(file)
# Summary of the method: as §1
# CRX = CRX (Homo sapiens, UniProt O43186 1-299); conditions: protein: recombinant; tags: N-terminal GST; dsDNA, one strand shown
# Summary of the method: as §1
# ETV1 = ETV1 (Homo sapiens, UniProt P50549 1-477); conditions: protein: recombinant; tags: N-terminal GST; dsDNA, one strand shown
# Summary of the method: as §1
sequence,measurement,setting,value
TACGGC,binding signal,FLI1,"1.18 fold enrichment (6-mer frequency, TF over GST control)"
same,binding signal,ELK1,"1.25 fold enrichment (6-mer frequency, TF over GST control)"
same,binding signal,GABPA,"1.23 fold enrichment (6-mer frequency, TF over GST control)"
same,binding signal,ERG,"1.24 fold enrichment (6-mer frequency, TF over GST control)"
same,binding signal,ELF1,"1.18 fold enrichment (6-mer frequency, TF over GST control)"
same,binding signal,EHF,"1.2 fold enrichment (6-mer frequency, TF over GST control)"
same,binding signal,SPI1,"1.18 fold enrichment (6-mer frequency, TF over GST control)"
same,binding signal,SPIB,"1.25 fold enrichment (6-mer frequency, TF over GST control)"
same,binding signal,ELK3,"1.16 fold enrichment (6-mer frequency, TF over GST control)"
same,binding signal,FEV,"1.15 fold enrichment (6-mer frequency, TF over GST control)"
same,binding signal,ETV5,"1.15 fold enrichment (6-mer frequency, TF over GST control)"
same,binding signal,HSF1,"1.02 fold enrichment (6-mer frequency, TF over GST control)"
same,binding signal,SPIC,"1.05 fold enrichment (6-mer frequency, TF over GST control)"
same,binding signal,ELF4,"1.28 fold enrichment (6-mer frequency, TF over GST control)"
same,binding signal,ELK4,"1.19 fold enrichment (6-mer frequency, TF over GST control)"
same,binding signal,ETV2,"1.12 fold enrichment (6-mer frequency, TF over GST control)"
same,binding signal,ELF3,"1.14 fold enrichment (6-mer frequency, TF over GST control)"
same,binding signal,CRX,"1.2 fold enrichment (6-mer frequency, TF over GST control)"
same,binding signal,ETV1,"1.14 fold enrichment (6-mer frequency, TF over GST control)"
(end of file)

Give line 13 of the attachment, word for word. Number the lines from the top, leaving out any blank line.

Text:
same,binding signal,SPI1,"1.18 fold enrichment (6-mer frequency, TF over GST control)"